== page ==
Maryland infectous disease experts implore people to get flu shot
NFID Survey Shows 44 Percent of US Adults Are Unsure or Do Not Plan to Get Vaccinated Against Flu, Including 1 in 4 of Those at Higher Risk of Flu Complications
National Foundation for Infectious Diseases (NFID) Oct 07, 2021, 09:30 ET At a news conference in Bethesda Thursday, representatives from NFID and other leading public health and medical organizations, including Centers for Disease Control and Prevention (CDC) Director Rochelle P. Walensky, MD, MPH, urged everyone age 6 months and older to get vaccinated against flu annually.
"While we do not know what flu activity will be like this fall—I urge everyone age 6 months and older to get vaccinated," Walensky said. "If you are unsure about getting a flu vaccine, please take the time to get the information you need to make the right choice for your health and to get vaccinated. The NFID annual survey on attitudes and behaviors around flu, pneumococcal disease, and COVID-19 survey found that 37 percent of adults are very or extremely worried about COVID-19 (for themselves or someone in their family), but only 19 percent are similarly concerned about flu. Hispanic adults (52 percent) and Black adults (45 percent) are more likely to be worried about contracting both flu and COVID-19 at the same time compared with White adults (27 percent). Walensky went on to say that the COVID-19 pandemic is not over, and the risk of both flu and COVID-19 circulating could put additional strain on hospitals and frontline healthcare professionals, "Getting vaccinated against flu is the best way that everyone can protect themselves and their loved ones against flu and help reduce additional demands on our healthcare system." Experts noted flu activity was historically low during the 2020-2021 flu season, but numbers could surge this season, with relaxed COVID-19 mitigation strategies, increased travel, and the reopening of schools and businesses, NFID Medical Director William Schaffner, MD. explained more of the benefits of the flu vaccine. "Even in cases when flu vaccination does not completely prevent infection, it can reduce the duration and severity of illness and can help prevent serious complications, including hospitalization and death," he said. The NFID annual survey also revealed that of those 65 years and older, or those with an underlying health condition who are at higher risk for pneumococcal disease, 51 percent are not familiar with pneumococcal disease and only about a third (32 percent) report that they have been advised to get vaccinated against pneumococcal disease. "Flu season is a great time to make sure you are up to date on pneumococcal vaccination, as pneumococcal disease can be a serious complication of flu," said Dr. Schaffner. Flu vaccination is important for everyone, the experts said, but it is especially important for populations at higher risk for complications from flu, including pregnant women, children under 5 years of age, adults age 65 and older, and those with certain chronic medical conditions, including diabetes, lung disease, and heart disease. Unfortunately, many of these populations have sub-optimal vaccination rates. During the 2020-2021 flu season, CDC estimates 52 percent of the overall US population age 6 months and older got a flu vaccine, which was similar to coverage during the 2019-2020 season. Flu vaccination among adults rose to 50 percent, with coverage higher among older adults compared to younger adults. "We are encouraged to see that overall vaccination coverage held steady even in the midst of the country's worst public health crisis in more than a century," said Dr. Walensky, "but there are some troubling findings." Among children age 6 months to 17 years, flu vaccination coverage was nearly 59 percent for the 2020-2021 flu season, a decrease from the previous season (64 percent). In prior flu seasons, about 80 percent of children who died from flu were not fully vaccinated. "Children age 5 years and younger are at higher risk of serious flu-related illness and we need to ensure our children are protected before flu starts spreading in schools and communities. Flu vaccines can be life saving for children," said Patricia Stinchfield. For pregnant women, vaccination coverage at 55 percent was similar to the prior season. "Nearly half of pregnant women and their infants remain unprotected against flu," said Dr. Riley. "All pregnant women should get a flu vaccine to protect themselves and their newborn babies from severe complications." Flu vaccine coverage during the 2020-2021 flu season was only 42 percent among US adults age 18 to 49 years with at least one chronic health condition. Experts are also concerned about disparities in vaccination rates among both children and adults in certain racial and ethnic populations. "Communities of color are disproportionately impacted by both flu and COVID-19, yet many remain unvaccinated," said Dr. Rutland. During the 2020-2021 flu season, among all individuals age 6 months and older, White individuals had higher flu vaccination coverage at 56 percent, compared with Black individuals (43 percent), Hispanic individuals (45 percent), and other racial and ethnic groups (52 percent). On a more positive note, the pandemic appears to be driving changes in other health-related behaviors. The NFID survey found that 54 percent of US adults plan to wear a mask in certain situations during flu season and 45 percent say the pandemic will make them more likely to stay home from work or school if they are sick. "That's good news," says Dr. Schaffner, "but it does not change the fact that the single most important thing you can do to help protect yourself and others is to get vaccinated." Walensky and Schaffner were joined at today's news conference by Laura E. Riley, MD, obstetrician and gynecologist-in-chief, NewYork-Presbyterian/Weill Cornell Medical Center and chair, Department of Obstetrics and Gynecology, Weill Cornell Medicine; Cedric "Jamie" Rutland, MD, CEO of West Coast Lung and COVID-19 medical director, Private Health Management; and NFID President-Elect Patricia (Patsy) A. Stinchfield, RN, MS, CPNP, pediatric nurse practitioner, Children's Minnesota (retired) and affiliate faculty, School of Nursing, University of Minnesota. All vaccination coverage estimates from the 2020-2021 flu season were published online today and are available on the CDC FluVaxView website. The composition of 2021-2022 US flu vaccines is available at: www.nfid.org/influenza-vaccine-options-2021-2022-season/. COVID-19 vaccines can be coadministered with other vaccines, including flu vaccines, in both adults and in children age 12 years and older. About the National Foundation for Infectious Diseases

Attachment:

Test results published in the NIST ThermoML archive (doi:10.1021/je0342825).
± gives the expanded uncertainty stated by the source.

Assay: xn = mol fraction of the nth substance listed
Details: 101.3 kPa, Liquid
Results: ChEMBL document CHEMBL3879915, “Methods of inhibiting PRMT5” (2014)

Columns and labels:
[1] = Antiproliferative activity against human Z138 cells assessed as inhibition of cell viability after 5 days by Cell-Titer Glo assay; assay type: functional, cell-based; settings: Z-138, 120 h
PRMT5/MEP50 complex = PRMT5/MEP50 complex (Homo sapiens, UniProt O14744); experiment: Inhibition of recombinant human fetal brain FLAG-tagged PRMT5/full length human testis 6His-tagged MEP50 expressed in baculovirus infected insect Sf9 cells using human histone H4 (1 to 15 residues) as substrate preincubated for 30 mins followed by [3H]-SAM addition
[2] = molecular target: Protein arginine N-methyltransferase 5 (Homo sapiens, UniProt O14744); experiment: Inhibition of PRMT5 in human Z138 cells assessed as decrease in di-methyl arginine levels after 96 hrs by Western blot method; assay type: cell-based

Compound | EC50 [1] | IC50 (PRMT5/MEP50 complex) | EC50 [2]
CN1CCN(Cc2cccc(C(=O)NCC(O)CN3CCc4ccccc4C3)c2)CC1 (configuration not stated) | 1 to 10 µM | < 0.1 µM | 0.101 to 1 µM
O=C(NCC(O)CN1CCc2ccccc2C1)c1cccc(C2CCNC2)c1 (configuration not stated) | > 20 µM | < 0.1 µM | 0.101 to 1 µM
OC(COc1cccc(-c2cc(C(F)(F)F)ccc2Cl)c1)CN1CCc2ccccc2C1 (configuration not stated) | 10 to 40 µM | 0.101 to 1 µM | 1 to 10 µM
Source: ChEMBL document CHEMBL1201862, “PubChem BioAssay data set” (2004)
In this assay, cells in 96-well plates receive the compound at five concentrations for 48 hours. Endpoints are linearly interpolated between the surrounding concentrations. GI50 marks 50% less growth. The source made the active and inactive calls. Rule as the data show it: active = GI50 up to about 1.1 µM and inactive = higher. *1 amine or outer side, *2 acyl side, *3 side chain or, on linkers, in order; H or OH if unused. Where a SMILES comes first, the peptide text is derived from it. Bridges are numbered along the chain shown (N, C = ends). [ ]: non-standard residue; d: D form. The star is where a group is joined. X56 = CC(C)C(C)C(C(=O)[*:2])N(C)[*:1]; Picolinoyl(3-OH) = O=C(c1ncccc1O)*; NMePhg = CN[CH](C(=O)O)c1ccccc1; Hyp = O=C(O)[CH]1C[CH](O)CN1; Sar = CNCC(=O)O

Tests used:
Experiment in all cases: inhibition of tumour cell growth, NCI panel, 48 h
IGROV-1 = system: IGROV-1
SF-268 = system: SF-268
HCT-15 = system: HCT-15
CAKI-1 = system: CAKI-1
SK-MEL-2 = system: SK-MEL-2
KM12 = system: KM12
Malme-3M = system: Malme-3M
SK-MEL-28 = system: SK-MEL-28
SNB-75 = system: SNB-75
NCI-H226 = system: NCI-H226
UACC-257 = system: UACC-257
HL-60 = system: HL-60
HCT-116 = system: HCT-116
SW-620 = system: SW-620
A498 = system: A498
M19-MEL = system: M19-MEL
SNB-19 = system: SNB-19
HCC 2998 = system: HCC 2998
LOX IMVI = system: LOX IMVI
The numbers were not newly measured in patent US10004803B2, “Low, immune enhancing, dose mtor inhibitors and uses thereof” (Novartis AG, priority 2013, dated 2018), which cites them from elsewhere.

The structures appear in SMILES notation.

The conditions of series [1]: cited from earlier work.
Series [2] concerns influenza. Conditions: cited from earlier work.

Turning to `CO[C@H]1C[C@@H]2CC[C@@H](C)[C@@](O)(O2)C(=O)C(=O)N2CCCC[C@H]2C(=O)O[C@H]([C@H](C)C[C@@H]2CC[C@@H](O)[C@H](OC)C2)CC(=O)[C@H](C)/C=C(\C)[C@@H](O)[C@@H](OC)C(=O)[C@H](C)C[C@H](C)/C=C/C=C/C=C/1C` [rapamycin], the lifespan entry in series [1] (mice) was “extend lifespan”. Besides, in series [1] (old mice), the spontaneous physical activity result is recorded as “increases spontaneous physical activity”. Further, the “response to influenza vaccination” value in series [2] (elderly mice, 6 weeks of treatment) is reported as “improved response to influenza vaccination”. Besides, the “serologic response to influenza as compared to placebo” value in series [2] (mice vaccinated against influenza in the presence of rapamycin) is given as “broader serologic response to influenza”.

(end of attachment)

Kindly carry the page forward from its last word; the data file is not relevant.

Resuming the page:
Founded in 1973, the National Foundation for Infectious Diseases (NFID) is a non-profit 501(c)(3) organization dedicated to educating the public and healthcare professionals about the burden, causes, prevention, diagnosis, and treatment of infectious diseases across the lifespan. For additional information, visit www.nfid.org. Attitudes about Flu, COVID-19 and Pneumococcal Disease Prevention National Survey
This NFID-sponsored survey was conducted by NORC at the University of Chicago. Data were collected using the AmeriSpeak Omnibus®, a monthly multi-client survey using the NORC probability-based panel designed to be representative of the US household population. Interviews for this survey were conducted between August 12 and 16, 2021, with adults age 18 years and older representing the 50 states and the District of Columbia. Panel members were randomly drawn from AmeriSpeak, and 1,000 completed the survey—897 via the web and 103 via telephone. Interviews were conducted in English. More information about the survey methodology and findings is available at: www.nfid.org/2021flusurvey.
This news conference is sponsored by NFID in collaboration with the Centers for Disease Control and Prevention, and support from professional societies and patient advocacy partners. Funding was provided by AstraZeneca, Genentech, Merck & Co., Inc., Sanofi Pasteur, and Seqirus. NFID policies prohibit funders from controlling program content.
--Adapted from National Foundation for Infectious Diseases press release